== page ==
Lobby for Labels
Without labels, public health agencies are powerless to trace problems that may occur. Codex, an agency of the UN World Health Organization, is an international group that sets food labeling standards. While it claims to have the public interest as its top priority, both the Canadian and U.S. delegations to Codex meetings have opposed the labeling of genetically modified food. Interestingly, in both countries nine or ten of thirteen and fourteen nongovernmental positions, respectively, are filled by large corporations or industry groups. Some countries have chosen not to wait for Codex to wade through an eight-step process to create international food standards-British law currently requires that genetically modified foodstuffs be labeled.
Bioengineering is a very imprecise science. Unanswered questions seem worth pondering. Is it safe to cross natural boundaries and create new species? What happens to the insects that feed on these transgenic crops? What happens when the wind carries the pollen from these plants to neighboring fields? What are the reproductive implications of altering the genetic structure of an animal? What effect will it have as these changes ripple through our intricate and profoundly interrelated ecosystem? If such questions concern you, consider shopping at a natural foods market to obtain organic food that has been certified as such and is often labeled GMO-free.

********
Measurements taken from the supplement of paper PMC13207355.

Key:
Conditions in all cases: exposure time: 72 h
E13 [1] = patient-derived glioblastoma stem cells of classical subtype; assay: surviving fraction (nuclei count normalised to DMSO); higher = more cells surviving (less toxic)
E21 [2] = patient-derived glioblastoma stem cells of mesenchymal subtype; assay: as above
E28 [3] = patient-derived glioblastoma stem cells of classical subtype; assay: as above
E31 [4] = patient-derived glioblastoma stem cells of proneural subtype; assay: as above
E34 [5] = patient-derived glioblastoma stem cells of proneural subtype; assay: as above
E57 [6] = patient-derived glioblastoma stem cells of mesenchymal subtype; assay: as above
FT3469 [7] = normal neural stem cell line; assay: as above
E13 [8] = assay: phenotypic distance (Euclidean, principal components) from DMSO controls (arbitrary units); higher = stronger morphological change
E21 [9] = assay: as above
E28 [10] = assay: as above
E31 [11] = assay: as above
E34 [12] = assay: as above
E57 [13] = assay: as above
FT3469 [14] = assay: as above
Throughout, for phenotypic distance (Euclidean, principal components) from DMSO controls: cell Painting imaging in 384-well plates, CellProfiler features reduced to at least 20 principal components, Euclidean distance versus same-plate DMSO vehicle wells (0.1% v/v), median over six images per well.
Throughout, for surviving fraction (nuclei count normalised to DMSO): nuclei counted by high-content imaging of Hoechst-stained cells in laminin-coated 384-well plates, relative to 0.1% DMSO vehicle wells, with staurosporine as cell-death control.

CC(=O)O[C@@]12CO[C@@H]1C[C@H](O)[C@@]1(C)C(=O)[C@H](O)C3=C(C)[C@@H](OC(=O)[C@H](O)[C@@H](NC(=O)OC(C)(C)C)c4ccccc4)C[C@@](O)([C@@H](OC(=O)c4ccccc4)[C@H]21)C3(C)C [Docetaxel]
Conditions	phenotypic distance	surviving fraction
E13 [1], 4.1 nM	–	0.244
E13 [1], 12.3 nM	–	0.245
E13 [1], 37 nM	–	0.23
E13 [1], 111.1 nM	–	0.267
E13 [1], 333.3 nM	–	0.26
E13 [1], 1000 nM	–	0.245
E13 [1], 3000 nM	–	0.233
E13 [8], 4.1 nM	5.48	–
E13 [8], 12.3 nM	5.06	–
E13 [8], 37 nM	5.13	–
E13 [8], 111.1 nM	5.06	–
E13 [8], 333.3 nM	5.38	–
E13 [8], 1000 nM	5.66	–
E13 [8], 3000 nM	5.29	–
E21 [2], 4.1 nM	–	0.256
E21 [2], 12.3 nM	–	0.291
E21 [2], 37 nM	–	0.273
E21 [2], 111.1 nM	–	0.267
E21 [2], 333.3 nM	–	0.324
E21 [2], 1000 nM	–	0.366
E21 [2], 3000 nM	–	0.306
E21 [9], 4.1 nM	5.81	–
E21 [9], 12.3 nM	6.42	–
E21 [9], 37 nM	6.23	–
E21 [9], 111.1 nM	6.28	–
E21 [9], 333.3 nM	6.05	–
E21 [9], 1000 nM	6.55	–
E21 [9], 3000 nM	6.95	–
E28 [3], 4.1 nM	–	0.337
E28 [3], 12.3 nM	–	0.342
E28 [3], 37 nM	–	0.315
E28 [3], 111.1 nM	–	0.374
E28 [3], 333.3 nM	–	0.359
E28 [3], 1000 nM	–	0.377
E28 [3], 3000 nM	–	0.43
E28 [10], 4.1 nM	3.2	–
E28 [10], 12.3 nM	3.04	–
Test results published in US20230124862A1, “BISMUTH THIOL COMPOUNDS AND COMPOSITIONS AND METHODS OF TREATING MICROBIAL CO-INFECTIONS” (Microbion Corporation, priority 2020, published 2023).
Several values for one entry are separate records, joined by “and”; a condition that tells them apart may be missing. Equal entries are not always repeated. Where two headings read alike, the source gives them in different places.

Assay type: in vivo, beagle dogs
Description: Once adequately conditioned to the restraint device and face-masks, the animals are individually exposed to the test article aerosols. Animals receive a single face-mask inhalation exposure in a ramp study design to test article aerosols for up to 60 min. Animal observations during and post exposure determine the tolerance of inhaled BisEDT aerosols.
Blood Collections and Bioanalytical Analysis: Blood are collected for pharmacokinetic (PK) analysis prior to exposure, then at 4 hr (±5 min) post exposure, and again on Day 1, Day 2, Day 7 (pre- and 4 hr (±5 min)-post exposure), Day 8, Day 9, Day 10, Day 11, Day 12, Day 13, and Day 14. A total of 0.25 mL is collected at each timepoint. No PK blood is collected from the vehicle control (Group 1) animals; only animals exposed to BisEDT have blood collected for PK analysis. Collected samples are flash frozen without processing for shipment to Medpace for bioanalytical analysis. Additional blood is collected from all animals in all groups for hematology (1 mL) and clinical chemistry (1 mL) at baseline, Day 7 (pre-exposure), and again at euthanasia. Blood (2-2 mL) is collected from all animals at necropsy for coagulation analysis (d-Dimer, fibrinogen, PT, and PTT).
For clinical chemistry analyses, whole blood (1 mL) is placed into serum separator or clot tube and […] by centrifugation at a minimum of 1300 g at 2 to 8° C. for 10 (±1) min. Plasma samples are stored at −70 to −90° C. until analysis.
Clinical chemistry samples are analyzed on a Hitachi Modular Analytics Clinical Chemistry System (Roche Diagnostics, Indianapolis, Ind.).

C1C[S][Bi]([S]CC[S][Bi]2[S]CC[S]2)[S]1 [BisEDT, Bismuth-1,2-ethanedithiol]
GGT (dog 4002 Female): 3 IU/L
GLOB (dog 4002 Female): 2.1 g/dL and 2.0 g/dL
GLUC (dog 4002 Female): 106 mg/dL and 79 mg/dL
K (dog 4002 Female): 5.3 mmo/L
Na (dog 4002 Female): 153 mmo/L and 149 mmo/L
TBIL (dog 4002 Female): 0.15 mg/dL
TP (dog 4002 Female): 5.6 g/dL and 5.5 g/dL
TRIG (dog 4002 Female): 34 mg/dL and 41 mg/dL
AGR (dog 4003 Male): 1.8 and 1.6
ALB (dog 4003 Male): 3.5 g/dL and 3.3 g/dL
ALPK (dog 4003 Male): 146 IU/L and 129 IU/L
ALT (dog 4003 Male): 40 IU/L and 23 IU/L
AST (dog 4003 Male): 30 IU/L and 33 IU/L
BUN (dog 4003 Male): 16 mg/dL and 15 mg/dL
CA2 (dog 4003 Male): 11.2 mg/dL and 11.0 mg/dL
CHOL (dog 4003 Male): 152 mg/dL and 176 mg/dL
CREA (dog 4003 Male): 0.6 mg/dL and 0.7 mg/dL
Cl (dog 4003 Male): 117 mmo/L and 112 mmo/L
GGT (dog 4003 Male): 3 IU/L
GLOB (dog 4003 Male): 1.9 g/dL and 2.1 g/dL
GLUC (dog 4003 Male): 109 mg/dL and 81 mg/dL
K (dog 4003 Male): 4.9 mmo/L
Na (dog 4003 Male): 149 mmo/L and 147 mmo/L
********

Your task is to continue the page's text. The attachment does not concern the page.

Partial List of Genetically Engineered Food
o Frito-Lay Corn Chips
o Bravos Tortilla Chips
o Kellogg's Corn Flakes
o General Mills Total Corn Flakes
o Post Blueberry Morning Cereal
o Heinz 2 Baby Cereal
o Enfamil ProSobee Soy Formula
o Similac Isomil Soy Formula
o Nestle Alsoy Infant Formula
o Quaker Chewy Granola Bars
o Nabisco Snackwell's Granola Bars
o Ball Park Franks
o Duncan Hines Cake Mix
o Ultra Slim Fast
o Boca Burger Chef Max's Favorite
o McDonalds McVeggie Burgers
o Alpo Dry Pet Food
o Lite Life Gimme Lean
o Ovaltine Malt Powdered Mix
o Old El Paso Taco Shells
o Jiffy Corn Muffin Mix
Source: Consumer Reports 1999
1 Genetically Engineered Foods Are They Safe? You Decide by Laura and Robin Ticciati, p.xi
2 Jonathan Friedland and Scott Kilman, "As Geneticists Develop Appetite for Greens, Mr. Romo Flourishes: Mexican Seed Billionaire Controls Seed Sales Amid Rush To Create New Strains," Wall Street Journal 28 January 1999, Sec. A
3 Genetically Engineered Food: Changing the Nature of Nature, by Martin Teitel, Ph.D. and Kimberly A. Wilson, p.17
5 ibid. p.52
6 "Foodborne Infections" Center for Disease Control Website http://cdc.gov/ncidod/dbmd/diseaseinfo/foodborneinfections_t.htm